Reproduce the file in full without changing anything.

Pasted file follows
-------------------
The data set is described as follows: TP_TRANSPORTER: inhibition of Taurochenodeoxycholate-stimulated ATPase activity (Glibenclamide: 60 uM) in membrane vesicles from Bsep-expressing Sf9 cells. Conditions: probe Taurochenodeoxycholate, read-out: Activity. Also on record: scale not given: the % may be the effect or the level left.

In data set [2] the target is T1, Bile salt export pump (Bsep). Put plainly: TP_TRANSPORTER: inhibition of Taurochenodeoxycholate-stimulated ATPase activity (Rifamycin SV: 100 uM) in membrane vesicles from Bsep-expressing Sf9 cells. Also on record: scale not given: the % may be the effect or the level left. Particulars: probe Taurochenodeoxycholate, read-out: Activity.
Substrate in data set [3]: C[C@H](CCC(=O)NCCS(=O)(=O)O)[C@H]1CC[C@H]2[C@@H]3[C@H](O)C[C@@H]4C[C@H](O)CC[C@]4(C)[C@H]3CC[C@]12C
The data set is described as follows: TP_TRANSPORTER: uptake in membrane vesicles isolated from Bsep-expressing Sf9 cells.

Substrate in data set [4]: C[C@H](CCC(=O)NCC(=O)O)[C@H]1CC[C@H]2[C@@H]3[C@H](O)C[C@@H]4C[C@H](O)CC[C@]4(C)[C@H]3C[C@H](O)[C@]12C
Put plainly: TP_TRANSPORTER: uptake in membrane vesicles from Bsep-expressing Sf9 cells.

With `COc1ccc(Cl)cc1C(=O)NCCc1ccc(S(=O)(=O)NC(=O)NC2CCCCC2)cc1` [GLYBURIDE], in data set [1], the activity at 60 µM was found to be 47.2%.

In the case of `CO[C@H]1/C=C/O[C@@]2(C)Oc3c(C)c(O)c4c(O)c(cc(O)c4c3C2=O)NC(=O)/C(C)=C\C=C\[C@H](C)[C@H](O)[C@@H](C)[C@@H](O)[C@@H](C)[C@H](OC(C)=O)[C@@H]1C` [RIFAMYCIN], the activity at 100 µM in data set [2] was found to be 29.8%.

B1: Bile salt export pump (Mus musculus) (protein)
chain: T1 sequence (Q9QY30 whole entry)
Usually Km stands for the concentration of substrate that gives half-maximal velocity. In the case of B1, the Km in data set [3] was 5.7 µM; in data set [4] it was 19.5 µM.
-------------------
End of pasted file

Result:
The data set is described as follows: TP_TRANSPORTER: inhibition of Taurochenodeoxycholate-stimulated ATPase activity (Glibenclamide: 60 uM) in membrane vesicles from Bsep-expressing Sf9 cells. Conditions: probe Taurochenodeoxycholate, read-out: Activity. Also on record: scale not given: the % may be the effect or the level left.

In data set [2] the target is T1, Bile salt export pump (Bsep). Put plainly: TP_TRANSPORTER: inhibition of Taurochenodeoxycholate-stimulated ATPase activity (Rifamycin SV: 100 uM) in membrane vesicles from Bsep-expressing Sf9 cells. Also on record: scale not given: the % may be the effect or the level left. Particulars: probe Taurochenodeoxycholate, read-out: Activity.
Substrate in data set [3]: C[C@H](CCC(=O)NCCS(=O)(=O)O)[C@H]1CC[C@H]2[C@@H]3[C@H](O)C[C@@H]4C[C@H](O)CC[C@]4(C)[C@H]3CC[C@]12C
The data set is described as follows: TP_TRANSPORTER: uptake in membrane vesicles isolated from Bsep-expressing Sf9 cells.

Substrate in data set [4]: C[C@H](CCC(=O)NCC(=O)O)[C@H]1CC[C@H]2[C@@H]3[C@H](O)C[C@@H]4C[C@H](O)CC[C@]4(C)[C@H]3C[C@H](O)[C@]12C
Put plainly: TP_TRANSPORTER: uptake in membrane vesicles from Bsep-expressing Sf9 cells.

With `COc1ccc(Cl)cc1C(=O)NCCc1ccc(S(=O)(=O)NC(=O)NC2CCCCC2)cc1` [GLYBURIDE], in data set [1], the activity at 60 µM was found to be 47.2%.

In the case of `CO[C@H]1/C=C/O[C@@]2(C)Oc3c(C)c(O)c4c(O)c(cc(O)c4c3C2=O)NC(=O)/C(C)=C\C=C\[C@H](C)[C@H](O)[C@@H](C)[C@@H](O)[C@@H](C)[C@H](OC(C)=O)[C@@H]1C` [RIFAMYCIN], the activity at 100 µM in data set [2] was found to be 29.8%.

B1: Bile salt export pump (Mus musculus) (protein)
chain: T1 sequence (Q9QY30 whole entry)
Usually Km stands for the concentration of substrate that gives half-maximal velocity. In the case of B1, the Km in data set [3] was 5.7 µM; in data set [4] it was 19.5 µM.